Children who are solely breastfed for the first six months are at a higher risk of developing nut allergy, researchers from Australian National University have found, according to their study published in the International Journal of Pediatrics.
Peanut allergy accounts for two-thirds of all fatal food-induced allergic reactions, the study says. It is important to understand how feeding practices might be playing a part in these allergic reactions, the researchers said.
They conducted a survey on 15,142 parents from 110 Australian Capital Territory (ACT) primary schools between 2006 and 2009. During the study, parents were asked whether their child had nut allergies; they were also asked about their children's feeding habits.
The study found that children who are breastfed for six months are at higher risk of developing nut allergies.
"Some 3.9 per cent of children starting school in the ACT have a parent-reported nut allergy, which is almost twice the rate of British children of the same age," said Marjan Kljakovic, researcher at the ANU Medical School, in a statement.
"Our results contribute to the argument that breast-feeding alone does not appear to be protective against nut allergy in children - it may, in fact, be causative of allergy," he said.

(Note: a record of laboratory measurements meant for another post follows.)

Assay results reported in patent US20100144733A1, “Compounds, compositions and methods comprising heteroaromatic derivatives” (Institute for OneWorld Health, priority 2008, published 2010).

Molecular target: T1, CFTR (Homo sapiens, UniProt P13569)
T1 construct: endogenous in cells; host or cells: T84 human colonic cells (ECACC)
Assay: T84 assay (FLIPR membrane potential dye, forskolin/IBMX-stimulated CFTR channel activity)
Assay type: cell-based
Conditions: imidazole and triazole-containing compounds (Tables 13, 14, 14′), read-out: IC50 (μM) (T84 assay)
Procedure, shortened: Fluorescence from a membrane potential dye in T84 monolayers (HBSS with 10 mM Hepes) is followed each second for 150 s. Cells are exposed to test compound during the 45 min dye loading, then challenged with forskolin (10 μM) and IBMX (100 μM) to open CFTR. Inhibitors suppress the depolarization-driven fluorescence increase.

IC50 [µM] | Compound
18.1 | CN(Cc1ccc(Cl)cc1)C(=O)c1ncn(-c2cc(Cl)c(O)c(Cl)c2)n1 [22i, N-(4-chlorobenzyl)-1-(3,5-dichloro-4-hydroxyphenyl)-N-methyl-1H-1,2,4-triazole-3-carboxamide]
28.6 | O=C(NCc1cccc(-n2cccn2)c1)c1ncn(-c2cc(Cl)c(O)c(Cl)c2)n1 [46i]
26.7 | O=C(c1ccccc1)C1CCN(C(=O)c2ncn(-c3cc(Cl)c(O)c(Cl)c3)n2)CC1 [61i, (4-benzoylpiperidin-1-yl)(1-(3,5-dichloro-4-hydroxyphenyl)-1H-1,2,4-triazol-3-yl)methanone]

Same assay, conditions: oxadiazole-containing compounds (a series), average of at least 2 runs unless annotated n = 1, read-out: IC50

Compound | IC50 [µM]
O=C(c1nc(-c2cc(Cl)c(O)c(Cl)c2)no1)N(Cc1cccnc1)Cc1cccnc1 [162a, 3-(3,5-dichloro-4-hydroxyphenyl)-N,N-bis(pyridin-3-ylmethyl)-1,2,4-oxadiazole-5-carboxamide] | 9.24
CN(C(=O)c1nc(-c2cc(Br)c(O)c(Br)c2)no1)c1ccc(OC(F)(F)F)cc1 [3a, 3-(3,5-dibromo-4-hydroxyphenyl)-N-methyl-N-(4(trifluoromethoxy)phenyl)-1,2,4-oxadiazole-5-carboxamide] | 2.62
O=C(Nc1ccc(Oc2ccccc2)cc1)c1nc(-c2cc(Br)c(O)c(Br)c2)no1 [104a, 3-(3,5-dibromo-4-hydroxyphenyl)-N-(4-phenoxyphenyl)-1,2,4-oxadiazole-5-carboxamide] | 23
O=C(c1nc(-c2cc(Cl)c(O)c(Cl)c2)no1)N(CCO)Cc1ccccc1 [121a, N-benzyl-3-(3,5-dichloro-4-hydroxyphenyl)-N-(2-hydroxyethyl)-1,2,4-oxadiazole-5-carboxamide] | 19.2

Several health organisations such as the WHO and the NHS have advised parents that breast- feeding is necessary for child growth and development. They claim that children should be breastfed for at least six months.
The current study has found that breastfed children possess 1.5 times higher risk of developing nut allergies than children who were exposed to other foods and fluids during the first six months.
"Over time, health authorities' recommendations for infant feeding habits have changed, recommending complementary foods such as solids and formula be introduced later in life," said Kljakovic.
"Despite breast-feeding being recommended as the sole source of nutrition in the first six months of life, an increasing number of studies have implicated breast-feeding as a cause of the increasing trend in nut allergy," he said.